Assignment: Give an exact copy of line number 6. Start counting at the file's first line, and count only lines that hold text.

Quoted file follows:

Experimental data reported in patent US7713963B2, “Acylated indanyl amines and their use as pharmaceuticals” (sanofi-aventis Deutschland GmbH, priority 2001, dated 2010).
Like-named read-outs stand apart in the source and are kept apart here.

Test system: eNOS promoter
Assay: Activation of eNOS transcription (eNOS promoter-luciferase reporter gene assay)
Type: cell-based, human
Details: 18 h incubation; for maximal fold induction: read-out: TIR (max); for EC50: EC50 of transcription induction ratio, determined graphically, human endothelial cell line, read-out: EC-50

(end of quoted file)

Details: 18 h incubation; for maximal fold induction: read-out: TIR (max); for EC50: EC50 of transcription induction ratio, determined graphically, human endothelial cell line, read-out: EC-50